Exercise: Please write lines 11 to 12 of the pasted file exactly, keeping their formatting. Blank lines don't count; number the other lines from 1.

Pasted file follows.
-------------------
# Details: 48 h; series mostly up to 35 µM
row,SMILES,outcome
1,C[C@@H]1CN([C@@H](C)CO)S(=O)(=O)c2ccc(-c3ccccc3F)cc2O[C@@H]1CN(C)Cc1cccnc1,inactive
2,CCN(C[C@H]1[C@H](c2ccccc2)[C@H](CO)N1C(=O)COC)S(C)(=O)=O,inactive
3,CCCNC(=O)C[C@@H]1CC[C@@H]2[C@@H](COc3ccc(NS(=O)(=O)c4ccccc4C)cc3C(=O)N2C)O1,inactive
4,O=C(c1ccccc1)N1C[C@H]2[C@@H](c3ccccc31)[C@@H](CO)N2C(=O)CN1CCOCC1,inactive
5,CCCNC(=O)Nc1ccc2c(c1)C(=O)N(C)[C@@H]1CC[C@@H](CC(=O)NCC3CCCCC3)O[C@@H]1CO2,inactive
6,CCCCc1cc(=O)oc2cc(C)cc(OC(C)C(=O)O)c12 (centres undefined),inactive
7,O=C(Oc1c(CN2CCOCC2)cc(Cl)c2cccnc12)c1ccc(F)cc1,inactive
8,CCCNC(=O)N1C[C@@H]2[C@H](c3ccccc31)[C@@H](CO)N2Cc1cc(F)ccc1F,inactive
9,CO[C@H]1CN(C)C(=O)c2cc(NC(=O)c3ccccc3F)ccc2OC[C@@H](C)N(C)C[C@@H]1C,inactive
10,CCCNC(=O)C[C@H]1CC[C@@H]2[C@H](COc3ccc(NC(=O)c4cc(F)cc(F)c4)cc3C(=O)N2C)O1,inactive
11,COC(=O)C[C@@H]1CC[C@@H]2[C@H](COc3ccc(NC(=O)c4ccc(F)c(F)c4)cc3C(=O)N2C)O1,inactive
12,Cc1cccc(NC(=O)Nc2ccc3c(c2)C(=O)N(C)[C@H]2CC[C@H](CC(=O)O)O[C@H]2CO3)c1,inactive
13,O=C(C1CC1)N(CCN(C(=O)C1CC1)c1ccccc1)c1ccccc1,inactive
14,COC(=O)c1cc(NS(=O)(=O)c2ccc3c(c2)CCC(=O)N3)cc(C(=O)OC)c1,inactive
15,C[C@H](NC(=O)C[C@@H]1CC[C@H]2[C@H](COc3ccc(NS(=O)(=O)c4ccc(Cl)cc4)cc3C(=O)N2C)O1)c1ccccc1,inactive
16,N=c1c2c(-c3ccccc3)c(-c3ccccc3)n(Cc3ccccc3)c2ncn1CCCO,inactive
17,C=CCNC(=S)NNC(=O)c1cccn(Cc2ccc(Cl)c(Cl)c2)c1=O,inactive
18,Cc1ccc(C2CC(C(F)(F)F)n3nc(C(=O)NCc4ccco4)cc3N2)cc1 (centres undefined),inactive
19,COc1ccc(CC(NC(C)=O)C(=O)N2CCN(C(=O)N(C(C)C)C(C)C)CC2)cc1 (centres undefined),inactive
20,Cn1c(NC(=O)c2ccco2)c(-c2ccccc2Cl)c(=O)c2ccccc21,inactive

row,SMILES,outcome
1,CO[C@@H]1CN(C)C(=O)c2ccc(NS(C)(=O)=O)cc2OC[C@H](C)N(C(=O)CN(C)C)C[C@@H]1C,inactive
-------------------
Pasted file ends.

9,CO[C@H]1CN(C)C(=O)c2cc(NC(=O)c3ccccc3F)ccc2OC[C@@H](C)N(C)C[C@@H]1C,inactive
10,CCCNC(=O)C[C@H]1CC[C@@H]2[C@H](COc3ccc(NC(=O)c4cc(F)cc(F)c4)cc3C(=O)N2C)O1,inactive